Alekh Agarwal, Lawrence Cayton, Ofer Dekel, John Duchi, John Langford

Microsoft Research; Max Planck Institute for Biological Cybernetics; Microsoft Research; UC Berkeley; Microsoft Research

Workshop: Learning on Cores, Clusters, and Clouds

7:30am – 6:30pm Saturday, December 11, 2010

Hilton: Mt Currie South

In the current era of web-scale datasets, high throughput biology and astrophysics, and multilanguage machine translation, modern datasets no longer fit on a single computer and traditional machine learning algorithms often have prohibitively long running times. Parallelized and distributed machine learning is no longer a luxury; it has become a necessity. Moreover, industry leaders have already declared that clouds are the future of computing, and new computing platforms such as Microsoft's Azure and Amazon's EC2 are bringing distributed computing to the masses. The machine learning community has been slow to react to these important trends in computing, and it is time for us to step up to the challenge.

While some parallel and distributed machine learning algorithms already exist, many relevant issues are yet to be addressed. Distributed learning algorithms should be robust to node failures and network latencies, and they should be able to exploit the power of asynchronous updates. Some of these issues have been tackled in other fields where distributed computation is more mature, such as convex optimization and numerical linear algebra, and we can learn from their successes and their failures.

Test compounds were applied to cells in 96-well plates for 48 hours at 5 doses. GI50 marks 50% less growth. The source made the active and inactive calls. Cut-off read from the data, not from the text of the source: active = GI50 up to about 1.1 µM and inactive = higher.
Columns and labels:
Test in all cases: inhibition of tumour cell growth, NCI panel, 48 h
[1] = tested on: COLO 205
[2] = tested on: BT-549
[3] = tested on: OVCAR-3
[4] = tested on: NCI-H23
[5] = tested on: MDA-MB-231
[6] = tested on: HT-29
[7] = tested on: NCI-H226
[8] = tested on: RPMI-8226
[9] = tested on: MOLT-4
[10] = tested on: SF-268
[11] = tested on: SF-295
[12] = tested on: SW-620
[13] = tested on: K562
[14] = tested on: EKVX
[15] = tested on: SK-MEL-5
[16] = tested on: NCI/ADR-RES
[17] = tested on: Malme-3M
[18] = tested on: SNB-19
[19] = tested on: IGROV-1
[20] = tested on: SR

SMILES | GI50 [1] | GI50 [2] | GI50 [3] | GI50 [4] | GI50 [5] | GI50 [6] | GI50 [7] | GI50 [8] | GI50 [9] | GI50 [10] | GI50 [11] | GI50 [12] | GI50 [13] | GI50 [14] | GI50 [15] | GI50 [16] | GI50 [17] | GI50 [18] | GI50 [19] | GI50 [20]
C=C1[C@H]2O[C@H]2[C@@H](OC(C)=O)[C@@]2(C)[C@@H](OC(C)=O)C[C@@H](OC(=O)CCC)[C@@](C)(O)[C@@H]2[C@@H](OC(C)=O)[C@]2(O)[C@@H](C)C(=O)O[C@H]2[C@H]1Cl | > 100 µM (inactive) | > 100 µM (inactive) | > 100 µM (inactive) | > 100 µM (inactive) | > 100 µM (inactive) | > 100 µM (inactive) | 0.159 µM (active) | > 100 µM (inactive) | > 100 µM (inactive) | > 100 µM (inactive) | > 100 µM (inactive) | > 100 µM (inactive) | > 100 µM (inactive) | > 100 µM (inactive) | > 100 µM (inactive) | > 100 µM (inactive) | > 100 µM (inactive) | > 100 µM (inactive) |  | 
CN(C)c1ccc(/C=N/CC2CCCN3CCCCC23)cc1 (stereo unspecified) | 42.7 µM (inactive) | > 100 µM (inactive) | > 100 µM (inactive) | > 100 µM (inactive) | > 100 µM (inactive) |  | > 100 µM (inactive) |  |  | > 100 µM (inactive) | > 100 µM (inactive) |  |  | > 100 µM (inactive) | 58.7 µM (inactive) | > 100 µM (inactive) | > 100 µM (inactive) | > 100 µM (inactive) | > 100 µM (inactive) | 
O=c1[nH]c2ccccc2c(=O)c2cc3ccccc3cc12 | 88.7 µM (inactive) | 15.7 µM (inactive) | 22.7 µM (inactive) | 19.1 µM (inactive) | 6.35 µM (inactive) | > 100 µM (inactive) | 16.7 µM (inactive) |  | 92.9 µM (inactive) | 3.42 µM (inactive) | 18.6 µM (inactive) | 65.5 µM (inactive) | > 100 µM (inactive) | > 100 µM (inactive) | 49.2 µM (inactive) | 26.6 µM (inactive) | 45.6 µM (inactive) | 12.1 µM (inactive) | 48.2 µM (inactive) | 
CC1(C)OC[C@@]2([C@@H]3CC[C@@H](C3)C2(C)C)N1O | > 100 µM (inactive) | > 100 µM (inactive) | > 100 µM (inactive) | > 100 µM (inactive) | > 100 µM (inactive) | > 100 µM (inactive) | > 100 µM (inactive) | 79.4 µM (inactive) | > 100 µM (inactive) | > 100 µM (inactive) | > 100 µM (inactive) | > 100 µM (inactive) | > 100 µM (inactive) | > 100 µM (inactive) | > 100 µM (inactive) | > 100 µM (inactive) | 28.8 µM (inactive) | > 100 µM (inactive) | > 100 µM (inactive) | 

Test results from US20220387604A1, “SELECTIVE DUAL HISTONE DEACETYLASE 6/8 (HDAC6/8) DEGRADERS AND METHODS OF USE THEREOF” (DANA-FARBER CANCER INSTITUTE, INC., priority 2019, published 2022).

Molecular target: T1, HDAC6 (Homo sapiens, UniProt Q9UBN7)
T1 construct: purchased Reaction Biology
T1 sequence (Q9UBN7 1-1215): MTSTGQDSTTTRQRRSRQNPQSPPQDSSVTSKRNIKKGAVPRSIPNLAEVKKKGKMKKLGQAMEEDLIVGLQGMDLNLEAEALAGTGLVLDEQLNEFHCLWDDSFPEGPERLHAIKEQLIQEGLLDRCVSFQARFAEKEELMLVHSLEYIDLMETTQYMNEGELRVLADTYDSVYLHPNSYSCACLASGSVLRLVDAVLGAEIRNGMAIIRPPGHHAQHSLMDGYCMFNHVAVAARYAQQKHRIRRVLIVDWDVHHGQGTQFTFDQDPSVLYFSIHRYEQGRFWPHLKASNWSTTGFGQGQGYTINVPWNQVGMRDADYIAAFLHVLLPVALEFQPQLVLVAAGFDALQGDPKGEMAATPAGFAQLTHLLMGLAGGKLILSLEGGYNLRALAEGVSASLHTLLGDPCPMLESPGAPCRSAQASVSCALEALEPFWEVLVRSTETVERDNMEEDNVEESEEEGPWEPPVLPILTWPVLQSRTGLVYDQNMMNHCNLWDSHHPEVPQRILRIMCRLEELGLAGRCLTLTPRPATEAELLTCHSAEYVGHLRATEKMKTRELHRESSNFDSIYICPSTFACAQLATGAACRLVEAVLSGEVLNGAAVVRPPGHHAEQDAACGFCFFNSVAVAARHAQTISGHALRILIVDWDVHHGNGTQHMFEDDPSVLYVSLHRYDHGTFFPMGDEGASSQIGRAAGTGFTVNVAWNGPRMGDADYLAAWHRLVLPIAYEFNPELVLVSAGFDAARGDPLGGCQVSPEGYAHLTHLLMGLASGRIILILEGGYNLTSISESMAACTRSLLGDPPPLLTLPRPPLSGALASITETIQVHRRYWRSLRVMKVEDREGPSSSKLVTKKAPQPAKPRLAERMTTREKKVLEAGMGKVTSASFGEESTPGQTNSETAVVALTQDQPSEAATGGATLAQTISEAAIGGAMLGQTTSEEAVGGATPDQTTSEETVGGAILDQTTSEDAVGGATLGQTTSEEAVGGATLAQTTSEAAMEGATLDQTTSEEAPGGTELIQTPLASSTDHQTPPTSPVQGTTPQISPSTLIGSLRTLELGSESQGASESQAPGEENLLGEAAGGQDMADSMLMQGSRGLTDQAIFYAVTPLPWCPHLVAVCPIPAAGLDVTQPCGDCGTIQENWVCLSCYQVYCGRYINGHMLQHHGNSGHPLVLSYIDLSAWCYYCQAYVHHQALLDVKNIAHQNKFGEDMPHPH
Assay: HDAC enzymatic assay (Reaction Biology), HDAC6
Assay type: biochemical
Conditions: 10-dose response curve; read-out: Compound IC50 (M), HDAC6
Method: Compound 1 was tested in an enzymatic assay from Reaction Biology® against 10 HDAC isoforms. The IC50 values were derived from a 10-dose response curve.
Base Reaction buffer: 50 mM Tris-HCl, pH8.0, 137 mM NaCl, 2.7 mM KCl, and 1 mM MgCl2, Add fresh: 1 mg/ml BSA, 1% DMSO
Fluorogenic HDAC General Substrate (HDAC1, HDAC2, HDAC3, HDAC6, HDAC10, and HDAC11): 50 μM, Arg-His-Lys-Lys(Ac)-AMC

The workshop aims to draw the attention of machine learning researchers to this rich and emerging area of problems and to establish a community of researchers that are interested in distributed learning. We would like to define a number of common problems for distributed learning (online/batch, synchronous/asynchronous, cloud/cluster/multicore) and to encourage future research that is comparable and compatible. We also hope to expose the learning community to relevant work in fields such as distributed optimization and distributed linear algebra. The day-long workshop aims to identify research problems that are unique to distributed learning.

The target audience includes leading researchers from academia and industry that are interested in distributed and large-scale learning.